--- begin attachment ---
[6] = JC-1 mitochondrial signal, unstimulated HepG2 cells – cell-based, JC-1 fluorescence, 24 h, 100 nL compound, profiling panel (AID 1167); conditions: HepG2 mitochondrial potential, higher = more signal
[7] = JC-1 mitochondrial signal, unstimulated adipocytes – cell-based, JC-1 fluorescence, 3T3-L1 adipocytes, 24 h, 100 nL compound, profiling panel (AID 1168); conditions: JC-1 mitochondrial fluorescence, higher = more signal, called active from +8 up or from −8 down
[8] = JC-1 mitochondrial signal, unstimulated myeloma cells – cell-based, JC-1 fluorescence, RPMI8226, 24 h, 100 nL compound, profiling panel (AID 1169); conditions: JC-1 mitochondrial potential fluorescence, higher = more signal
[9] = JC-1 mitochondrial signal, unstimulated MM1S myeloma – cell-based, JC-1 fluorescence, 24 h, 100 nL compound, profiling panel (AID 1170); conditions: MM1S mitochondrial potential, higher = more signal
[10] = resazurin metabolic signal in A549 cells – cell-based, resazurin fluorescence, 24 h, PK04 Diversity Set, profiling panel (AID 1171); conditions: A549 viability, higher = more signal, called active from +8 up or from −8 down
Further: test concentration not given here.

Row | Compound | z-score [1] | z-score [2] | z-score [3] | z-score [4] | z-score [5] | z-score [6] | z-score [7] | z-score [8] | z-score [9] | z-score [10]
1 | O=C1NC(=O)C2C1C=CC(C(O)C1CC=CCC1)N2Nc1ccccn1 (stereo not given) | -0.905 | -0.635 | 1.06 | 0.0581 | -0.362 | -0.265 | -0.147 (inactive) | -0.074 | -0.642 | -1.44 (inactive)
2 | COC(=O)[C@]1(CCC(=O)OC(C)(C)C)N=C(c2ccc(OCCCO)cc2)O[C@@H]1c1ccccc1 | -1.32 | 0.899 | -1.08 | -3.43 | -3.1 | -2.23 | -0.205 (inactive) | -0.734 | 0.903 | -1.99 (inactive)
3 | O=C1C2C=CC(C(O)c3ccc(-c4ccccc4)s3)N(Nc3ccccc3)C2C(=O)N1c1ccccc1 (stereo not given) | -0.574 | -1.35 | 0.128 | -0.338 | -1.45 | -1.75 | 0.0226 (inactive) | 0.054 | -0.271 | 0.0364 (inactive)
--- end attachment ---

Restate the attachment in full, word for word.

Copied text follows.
[6] = JC-1 mitochondrial signal, unstimulated HepG2 cells – cell-based, JC-1 fluorescence, 24 h, 100 nL compound, profiling panel (AID 1167); conditions: HepG2 mitochondrial potential, higher = more signal
[7] = JC-1 mitochondrial signal, unstimulated adipocytes – cell-based, JC-1 fluorescence, 3T3-L1 adipocytes, 24 h, 100 nL compound, profiling panel (AID 1168); conditions: JC-1 mitochondrial fluorescence, higher = more signal, called active from +8 up or from −8 down
[8] = JC-1 mitochondrial signal, unstimulated myeloma cells – cell-based, JC-1 fluorescence, RPMI8226, 24 h, 100 nL compound, profiling panel (AID 1169); conditions: JC-1 mitochondrial potential fluorescence, higher = more signal
[9] = JC-1 mitochondrial signal, unstimulated MM1S myeloma – cell-based, JC-1 fluorescence, 24 h, 100 nL compound, profiling panel (AID 1170); conditions: MM1S mitochondrial potential, higher = more signal
[10] = resazurin metabolic signal in A549 cells – cell-based, resazurin fluorescence, 24 h, PK04 Diversity Set, profiling panel (AID 1171); conditions: A549 viability, higher = more signal, called active from +8 up or from −8 down
Further: test concentration not given here.

Row | Compound | z-score [1] | z-score [2] | z-score [3] | z-score [4] | z-score [5] | z-score [6] | z-score [7] | z-score [8] | z-score [9] | z-score [10]
1 | O=C1NC(=O)C2C1C=CC(C(O)C1CC=CCC1)N2Nc1ccccn1 (stereo not given) | -0.905 | -0.635 | 1.06 | 0.0581 | -0.362 | -0.265 | -0.147 (inactive) | -0.074 | -0.642 | -1.44 (inactive)
2 | COC(=O)[C@]1(CCC(=O)OC(C)(C)C)N=C(c2ccc(OCCCO)cc2)O[C@@H]1c1ccccc1 | -1.32 | 0.899 | -1.08 | -3.43 | -3.1 | -2.23 | -0.205 (inactive) | -0.734 | 0.903 | -1.99 (inactive)
3 | O=C1C2C=CC(C(O)c3ccc(-c4ccccc4)s3)N(Nc3ccccc3)C2C(=O)N1c1ccccc1 (stereo not given) | -0.574 | -1.35 | 0.128 | -0.338 | -1.45 | -1.75 | 0.0226 (inactive) | 0.054 | -0.271 | 0.0364 (inactive)